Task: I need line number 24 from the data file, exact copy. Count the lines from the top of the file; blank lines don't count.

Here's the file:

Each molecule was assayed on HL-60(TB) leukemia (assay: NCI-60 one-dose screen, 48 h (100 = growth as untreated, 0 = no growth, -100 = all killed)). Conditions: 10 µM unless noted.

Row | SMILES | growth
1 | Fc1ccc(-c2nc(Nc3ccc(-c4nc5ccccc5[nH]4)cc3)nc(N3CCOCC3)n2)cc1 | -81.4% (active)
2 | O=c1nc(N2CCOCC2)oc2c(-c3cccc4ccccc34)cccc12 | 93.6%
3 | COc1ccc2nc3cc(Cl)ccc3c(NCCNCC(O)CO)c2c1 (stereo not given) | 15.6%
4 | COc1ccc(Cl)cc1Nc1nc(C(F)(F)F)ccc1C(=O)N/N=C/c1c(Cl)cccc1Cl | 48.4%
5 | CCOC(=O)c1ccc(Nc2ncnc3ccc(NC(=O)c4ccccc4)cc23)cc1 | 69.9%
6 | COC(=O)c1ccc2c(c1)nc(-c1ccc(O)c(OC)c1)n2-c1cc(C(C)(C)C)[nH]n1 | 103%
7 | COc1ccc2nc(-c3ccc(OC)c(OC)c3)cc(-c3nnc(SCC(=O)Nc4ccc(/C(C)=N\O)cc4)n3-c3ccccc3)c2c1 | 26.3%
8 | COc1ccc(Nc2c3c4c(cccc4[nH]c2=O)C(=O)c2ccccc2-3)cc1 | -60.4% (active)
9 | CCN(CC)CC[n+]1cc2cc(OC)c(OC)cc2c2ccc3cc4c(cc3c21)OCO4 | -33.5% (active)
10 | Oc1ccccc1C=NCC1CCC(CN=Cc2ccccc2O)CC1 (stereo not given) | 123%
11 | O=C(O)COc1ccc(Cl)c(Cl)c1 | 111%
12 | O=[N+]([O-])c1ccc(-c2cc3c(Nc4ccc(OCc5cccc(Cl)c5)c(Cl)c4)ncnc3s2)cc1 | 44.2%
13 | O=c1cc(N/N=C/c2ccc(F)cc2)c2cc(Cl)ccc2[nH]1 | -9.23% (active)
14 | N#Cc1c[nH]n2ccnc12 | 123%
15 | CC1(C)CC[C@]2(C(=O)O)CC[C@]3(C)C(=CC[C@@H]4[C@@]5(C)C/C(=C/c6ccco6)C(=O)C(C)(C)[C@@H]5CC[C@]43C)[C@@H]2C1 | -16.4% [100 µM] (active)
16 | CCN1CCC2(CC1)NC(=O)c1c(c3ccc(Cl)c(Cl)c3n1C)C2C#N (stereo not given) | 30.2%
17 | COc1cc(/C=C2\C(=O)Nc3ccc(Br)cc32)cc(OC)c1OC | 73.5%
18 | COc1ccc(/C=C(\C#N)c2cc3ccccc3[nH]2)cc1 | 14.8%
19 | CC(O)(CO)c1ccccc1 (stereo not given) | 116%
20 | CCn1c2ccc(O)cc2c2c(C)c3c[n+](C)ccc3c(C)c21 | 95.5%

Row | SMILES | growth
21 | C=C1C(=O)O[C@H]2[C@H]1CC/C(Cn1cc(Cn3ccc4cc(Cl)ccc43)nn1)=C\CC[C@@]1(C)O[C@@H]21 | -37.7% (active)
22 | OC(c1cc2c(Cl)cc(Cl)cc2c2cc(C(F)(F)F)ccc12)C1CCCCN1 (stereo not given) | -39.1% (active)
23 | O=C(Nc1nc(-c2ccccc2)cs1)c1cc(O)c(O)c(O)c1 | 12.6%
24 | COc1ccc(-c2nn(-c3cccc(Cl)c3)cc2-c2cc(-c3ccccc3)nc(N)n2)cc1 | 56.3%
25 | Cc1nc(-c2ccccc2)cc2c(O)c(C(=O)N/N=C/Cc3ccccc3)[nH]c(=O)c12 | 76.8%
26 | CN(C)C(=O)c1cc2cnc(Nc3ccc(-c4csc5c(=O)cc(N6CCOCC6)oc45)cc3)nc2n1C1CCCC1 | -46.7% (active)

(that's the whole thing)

21 | C=C1C(=O)O[C@H]2[C@H]1CC/C(Cn1cc(Cn3ccc4cc(Cl)ccc43)nn1)=C\CC[C@@]1(C)O[C@@H]21 | -37.7% (active)